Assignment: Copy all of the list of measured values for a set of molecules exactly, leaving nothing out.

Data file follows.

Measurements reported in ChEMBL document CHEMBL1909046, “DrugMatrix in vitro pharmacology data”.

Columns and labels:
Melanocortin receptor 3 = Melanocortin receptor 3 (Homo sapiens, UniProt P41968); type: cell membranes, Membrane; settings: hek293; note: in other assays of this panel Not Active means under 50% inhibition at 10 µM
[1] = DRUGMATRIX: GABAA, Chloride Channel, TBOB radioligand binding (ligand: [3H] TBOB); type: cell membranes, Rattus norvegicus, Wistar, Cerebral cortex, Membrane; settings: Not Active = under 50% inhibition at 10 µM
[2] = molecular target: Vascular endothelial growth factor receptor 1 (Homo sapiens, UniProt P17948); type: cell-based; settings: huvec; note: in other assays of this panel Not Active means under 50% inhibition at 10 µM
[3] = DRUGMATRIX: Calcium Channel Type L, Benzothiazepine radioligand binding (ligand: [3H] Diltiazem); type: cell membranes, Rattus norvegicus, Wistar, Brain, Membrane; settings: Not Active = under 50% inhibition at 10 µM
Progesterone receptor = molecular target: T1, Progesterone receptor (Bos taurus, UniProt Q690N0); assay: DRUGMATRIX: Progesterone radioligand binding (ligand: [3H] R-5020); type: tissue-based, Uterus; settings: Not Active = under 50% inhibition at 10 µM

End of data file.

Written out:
Measurements reported in ChEMBL document CHEMBL1909046, “DrugMatrix in vitro pharmacology data”.

Columns and labels:
Melanocortin receptor 3 = Melanocortin receptor 3 (Homo sapiens, UniProt P41968); type: cell membranes, Membrane; settings: hek293; note: in other assays of this panel Not Active means under 50% inhibition at 10 µM
[1] = DRUGMATRIX: GABAA, Chloride Channel, TBOB radioligand binding (ligand: [3H] TBOB); type: cell membranes, Rattus norvegicus, Wistar, Cerebral cortex, Membrane; settings: Not Active = under 50% inhibition at 10 µM
[2] = molecular target: Vascular endothelial growth factor receptor 1 (Homo sapiens, UniProt P17948); type: cell-based; settings: huvec; note: in other assays of this panel Not Active means under 50% inhibition at 10 µM
[3] = DRUGMATRIX: Calcium Channel Type L, Benzothiazepine radioligand binding (ligand: [3H] Diltiazem); type: cell membranes, Rattus norvegicus, Wistar, Brain, Membrane; settings: Not Active = under 50% inhibition at 10 µM
Progesterone receptor = molecular target: T1, Progesterone receptor (Bos taurus, UniProt Q690N0); assay: DRUGMATRIX: Progesterone radioligand binding (ligand: [3H] R-5020); type: tissue-based, Uterus; settings: Not Active = under 50% inhibition at 10 µM